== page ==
Railroad Administration

Railroad Administration

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Railroad Administration

Railroad Administration

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Excerpt

I am interpreting the title of this volume broadly, to cover the executive work involved in building and operating railroads. The problems are largely those of organization. The Union and Southern Pacific railroad systems, for example, employ some eighty thousand men, directed by a single headquarters management. The means by which these eighty regiments are made to work efficiently and harmoniously, and the methods, equally arduous, of organizing the company's credit so that great expenditures can be financed at a minimum interest cost, have been made the subject of relatively little discussion outside of the technical press.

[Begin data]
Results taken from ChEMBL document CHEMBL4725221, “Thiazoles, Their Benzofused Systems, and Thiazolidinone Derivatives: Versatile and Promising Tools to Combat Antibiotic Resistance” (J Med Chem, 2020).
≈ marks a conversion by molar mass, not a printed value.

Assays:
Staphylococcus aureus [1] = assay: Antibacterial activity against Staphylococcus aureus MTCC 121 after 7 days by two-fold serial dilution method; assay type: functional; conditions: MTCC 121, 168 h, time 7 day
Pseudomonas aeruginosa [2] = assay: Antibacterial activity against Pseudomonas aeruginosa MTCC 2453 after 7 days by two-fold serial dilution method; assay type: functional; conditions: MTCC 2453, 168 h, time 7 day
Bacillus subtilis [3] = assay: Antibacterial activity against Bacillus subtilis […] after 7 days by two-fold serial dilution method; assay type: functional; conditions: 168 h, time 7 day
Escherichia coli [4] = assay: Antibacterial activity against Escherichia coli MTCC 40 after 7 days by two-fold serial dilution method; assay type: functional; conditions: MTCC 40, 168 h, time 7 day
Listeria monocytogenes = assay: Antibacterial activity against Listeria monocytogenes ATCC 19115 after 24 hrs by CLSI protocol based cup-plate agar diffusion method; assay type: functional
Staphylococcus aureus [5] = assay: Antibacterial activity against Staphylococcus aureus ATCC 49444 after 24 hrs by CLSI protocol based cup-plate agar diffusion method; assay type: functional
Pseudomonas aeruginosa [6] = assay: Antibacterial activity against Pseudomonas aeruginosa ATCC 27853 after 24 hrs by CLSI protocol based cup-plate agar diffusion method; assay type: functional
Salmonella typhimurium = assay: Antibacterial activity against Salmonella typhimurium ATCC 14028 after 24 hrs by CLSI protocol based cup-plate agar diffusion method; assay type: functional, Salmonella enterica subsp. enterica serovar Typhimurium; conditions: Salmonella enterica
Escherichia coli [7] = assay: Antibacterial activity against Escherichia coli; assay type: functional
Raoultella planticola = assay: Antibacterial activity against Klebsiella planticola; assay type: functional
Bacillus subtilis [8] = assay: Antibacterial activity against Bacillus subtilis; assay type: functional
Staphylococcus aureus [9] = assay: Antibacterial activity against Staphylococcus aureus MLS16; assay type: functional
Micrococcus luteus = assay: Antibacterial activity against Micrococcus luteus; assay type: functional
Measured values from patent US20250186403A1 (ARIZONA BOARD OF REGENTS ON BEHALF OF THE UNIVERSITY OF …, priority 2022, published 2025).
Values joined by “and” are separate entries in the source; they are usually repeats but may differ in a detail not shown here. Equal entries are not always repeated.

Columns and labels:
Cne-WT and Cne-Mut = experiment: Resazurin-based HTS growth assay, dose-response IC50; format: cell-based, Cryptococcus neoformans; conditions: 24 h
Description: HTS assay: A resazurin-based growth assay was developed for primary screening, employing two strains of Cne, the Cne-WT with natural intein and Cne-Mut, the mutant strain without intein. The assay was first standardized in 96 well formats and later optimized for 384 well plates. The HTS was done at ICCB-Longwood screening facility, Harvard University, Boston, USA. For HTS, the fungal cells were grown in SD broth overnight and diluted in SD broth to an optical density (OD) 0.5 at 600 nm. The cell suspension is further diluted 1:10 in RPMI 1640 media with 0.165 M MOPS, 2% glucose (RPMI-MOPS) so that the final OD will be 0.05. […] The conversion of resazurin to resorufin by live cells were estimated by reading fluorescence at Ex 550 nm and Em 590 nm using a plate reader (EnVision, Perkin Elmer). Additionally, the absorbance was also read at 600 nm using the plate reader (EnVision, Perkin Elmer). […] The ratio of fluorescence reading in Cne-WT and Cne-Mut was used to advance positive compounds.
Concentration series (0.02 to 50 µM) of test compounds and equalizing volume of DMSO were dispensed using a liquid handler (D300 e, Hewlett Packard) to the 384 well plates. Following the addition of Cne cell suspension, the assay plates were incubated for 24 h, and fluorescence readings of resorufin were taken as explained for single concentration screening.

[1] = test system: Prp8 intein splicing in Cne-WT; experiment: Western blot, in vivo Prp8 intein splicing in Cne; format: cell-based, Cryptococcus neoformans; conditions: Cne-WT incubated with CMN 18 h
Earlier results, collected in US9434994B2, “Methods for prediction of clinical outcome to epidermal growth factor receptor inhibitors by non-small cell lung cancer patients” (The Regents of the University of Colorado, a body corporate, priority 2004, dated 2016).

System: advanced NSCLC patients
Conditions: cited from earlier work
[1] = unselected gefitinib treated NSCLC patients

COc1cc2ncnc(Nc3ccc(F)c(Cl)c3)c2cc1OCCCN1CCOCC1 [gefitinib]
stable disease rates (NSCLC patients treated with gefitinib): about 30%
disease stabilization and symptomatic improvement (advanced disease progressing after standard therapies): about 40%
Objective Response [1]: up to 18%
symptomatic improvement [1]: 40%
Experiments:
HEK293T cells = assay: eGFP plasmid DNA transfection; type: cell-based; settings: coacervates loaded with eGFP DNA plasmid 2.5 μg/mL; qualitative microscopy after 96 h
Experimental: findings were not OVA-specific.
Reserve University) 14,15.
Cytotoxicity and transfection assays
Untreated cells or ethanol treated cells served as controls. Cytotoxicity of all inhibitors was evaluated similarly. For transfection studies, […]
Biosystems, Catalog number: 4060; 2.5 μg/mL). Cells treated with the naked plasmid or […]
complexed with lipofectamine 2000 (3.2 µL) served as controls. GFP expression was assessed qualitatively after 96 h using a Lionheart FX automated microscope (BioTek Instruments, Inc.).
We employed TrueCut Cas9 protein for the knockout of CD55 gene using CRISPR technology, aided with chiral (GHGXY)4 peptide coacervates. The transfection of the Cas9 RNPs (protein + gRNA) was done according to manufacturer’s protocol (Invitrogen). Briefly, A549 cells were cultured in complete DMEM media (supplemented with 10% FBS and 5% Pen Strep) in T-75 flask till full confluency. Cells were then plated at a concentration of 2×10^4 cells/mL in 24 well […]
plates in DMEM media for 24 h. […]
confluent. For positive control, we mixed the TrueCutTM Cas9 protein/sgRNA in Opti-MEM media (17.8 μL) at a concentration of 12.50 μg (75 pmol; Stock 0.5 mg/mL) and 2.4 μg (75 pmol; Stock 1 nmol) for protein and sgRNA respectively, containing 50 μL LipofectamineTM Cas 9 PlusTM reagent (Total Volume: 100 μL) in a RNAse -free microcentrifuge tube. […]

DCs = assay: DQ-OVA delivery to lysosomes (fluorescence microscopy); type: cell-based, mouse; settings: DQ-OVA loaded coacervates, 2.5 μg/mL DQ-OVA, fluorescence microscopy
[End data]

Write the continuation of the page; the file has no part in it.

No attempt has been made to set forth, in detail, the routine part of railroad work. A complete description of the auditor's duties would become a treatise on applied accounting; an exhaustive study of the profession of the chief engineer, or of the superintendent of motive power, would involve the equivalent of a three-years' course in higher mathematics, supplemented by field work. But it is distinctly possible, within the limits of a single volume, to show how the railroad executive so organizes his forces as . . .

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